Lately, the retelling of true crime is rising rapidly in popularity within the entertainment sphere, largely thanks to Serial, which spread like wildfire through the internet sphere. HBO’s newest documentary miniseries, The Jinx, is perfectly primed to use this platform to reach viewers who need their next dose of mystery, and the story of Robert Durst and the loud of speculation and questions that surround him is ripe for the picking. The suspicious deaths that follow Durst span over thirty years, each one more grisly and violent than the next. Three chapters in, we’ve arrived the midway point in the series, so now is as good a time as any to take a step back and reflect on what we’ve seen so far.
Squeamish viewers might be repelled as quickly as crime addicts are guaranteed to be drawn in within the first moments of Chapter 1: “A Body in the Bay”, which opens with, you guessed it, a body in the bay. Well, the core of a body I guess, since its torso was the only thing fully intact. Few times have I seen a tone set as quickly as it is here, as the man who pulled the remains out of the water proceeds to describe in unsettling detail how he managed to do so since the body is without a head and extremities. The pace is established, and sense of uneasiness sets in immediately, amplified by the most terrifying introduction and theme song I’ve ever seen and heard. “Fresh Blood”, performed by Eels, haunted me well after each episode ended, creating a sense of horror and discomfort that continues to bleed through the story as its broken down piece by piece and Director Andrew Jarecki attempts to put each one together.
Where The Jinx succeeds the most, so far, is in its structure and exposition. Jarecki strategically peels the layers of Durst’s story back bit by bit, choosing carefully what to reveal and what to hold back, creating cohesive, self contained episodes that also manage to leave the viewer wanting more, rolling seamlessly from one to the next. Time jumps forward and backward as each new set piece is put into play, like entering a new room in the game of Clue. “A Body in the Bay” sets the stage with the most recent murder, immediately composing a skeptic disposition regarding Durst, a reclusive millionaire who’s far from home, linked to a Rolodex of aliases, with a brother who fears for his own life.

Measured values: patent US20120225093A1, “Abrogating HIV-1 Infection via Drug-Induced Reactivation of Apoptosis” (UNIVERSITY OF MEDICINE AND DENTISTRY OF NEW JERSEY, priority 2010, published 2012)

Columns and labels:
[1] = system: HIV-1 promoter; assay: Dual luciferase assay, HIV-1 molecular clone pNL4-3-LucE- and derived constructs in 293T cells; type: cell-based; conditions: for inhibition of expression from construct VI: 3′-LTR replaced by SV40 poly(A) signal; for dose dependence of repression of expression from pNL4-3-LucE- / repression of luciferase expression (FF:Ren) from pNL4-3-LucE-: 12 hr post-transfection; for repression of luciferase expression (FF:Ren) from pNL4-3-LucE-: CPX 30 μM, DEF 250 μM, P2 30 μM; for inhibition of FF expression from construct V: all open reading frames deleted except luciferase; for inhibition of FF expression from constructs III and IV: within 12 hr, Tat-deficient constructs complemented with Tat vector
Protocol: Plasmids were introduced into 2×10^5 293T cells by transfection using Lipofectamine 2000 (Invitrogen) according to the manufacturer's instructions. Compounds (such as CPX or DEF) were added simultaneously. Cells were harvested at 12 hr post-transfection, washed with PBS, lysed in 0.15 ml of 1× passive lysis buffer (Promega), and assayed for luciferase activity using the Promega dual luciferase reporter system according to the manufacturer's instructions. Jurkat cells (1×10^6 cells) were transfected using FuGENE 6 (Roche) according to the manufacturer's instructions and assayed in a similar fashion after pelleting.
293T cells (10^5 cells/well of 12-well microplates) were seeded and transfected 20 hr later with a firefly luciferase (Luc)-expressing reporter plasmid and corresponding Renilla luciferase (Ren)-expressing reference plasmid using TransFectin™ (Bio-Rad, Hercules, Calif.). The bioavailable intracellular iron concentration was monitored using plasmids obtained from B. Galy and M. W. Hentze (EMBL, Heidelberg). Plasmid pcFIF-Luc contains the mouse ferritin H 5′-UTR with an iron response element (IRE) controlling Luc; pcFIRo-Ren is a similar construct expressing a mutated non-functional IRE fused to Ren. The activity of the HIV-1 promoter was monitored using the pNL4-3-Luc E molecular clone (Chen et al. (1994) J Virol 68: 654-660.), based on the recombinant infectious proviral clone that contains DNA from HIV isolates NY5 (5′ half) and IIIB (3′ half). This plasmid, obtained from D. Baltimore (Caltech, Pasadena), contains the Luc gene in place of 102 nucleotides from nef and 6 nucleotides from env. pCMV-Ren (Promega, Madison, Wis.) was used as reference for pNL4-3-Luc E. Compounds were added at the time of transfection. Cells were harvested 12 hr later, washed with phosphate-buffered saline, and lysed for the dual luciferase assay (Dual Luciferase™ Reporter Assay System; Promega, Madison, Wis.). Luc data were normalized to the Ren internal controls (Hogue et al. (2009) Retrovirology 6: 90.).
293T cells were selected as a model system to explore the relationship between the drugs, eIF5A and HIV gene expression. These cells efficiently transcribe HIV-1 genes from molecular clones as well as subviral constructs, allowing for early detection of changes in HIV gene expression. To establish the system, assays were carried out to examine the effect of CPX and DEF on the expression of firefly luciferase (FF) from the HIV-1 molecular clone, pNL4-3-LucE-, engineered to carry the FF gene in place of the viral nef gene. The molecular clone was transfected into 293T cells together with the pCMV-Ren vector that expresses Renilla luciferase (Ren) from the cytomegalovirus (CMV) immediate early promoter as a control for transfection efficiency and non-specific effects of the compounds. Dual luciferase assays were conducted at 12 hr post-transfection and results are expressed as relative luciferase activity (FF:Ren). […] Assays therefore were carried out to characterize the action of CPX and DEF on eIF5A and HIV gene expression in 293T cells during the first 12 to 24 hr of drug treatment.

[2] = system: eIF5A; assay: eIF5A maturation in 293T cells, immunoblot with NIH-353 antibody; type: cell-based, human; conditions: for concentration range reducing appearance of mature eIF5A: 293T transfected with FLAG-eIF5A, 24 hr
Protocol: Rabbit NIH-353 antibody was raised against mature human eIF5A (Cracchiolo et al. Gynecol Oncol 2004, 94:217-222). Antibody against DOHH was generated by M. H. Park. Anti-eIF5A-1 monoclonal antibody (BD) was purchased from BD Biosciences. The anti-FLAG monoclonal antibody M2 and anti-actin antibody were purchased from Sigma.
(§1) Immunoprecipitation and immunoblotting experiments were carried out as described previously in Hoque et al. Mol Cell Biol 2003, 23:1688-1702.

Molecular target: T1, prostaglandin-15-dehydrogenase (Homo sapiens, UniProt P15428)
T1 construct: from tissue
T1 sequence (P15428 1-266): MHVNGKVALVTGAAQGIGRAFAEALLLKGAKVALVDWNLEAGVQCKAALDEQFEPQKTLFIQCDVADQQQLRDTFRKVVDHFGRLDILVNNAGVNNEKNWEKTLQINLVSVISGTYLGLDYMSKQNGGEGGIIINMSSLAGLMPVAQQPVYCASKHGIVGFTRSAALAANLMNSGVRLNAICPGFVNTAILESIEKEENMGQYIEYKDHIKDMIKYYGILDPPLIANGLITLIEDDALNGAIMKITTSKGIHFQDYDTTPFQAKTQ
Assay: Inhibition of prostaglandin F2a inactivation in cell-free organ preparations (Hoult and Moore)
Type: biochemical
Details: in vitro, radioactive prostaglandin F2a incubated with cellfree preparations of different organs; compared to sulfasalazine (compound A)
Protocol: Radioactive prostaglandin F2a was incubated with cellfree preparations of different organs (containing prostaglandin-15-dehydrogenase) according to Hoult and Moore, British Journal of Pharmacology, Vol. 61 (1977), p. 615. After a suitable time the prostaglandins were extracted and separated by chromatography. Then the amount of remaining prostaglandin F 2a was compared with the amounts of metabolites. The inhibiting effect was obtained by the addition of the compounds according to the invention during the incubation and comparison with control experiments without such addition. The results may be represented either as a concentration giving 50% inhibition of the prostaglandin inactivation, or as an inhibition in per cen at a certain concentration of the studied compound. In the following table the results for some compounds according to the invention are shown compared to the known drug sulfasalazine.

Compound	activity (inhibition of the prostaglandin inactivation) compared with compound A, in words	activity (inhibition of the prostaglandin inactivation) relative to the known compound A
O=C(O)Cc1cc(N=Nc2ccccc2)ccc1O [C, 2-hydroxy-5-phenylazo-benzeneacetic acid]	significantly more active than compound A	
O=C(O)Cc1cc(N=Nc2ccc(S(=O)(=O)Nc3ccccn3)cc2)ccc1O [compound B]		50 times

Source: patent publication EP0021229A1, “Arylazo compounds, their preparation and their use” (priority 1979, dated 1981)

By the time Durst sits down for his interview with Jarecki (the one and only time he’s offered himself up for this kind of open conversation over the years), a natural distaste for the man can’t be helped, but at the same time the tendency to hang on his every word and beg the camera to find its way back to their conversation is unavoidable. Clips from this interview are the driving force behind Chapters 2 and 3: “Poor Little Rich Boy” and “The Gangster’s Daughter”, used to outline the portion of the story being told in each episode, then padded with evidence, interviews with family members, friends, and those who conducted the investigation, and re-stagings filling in the gaps. Each episode is so expertly paced and balanced with forward progression and revelation that it’s easy to forget this is a documentary. Robert Durst is as enigmatic, compelling, and surprisingly frank in his answers to Jarecki’s questions, recounting his memory of his mother’s death and openly admitting several of the times he lied to the police regarding his wife’s disappearance in the 80s.
Because all of these components are so solid, so well executed, and exceptionally mysterious and scary on their own, the only complaint to be made about The Jinx is its use of visual reenactments of different aspects of these unsolved crimes, which are used heavily in both “Poor Little Rich Boy” and “The Gangster’s Daughter”. They’re too stylish, too contrived and perfect to be woven into such real and riveting raw material. This series just doesn’t need that extra shot of glossy paint to keep viewers on the edge of their seats and properly paint the picture of the events, because they speak for themselves just fine on their own.
Feature Image: HBO Features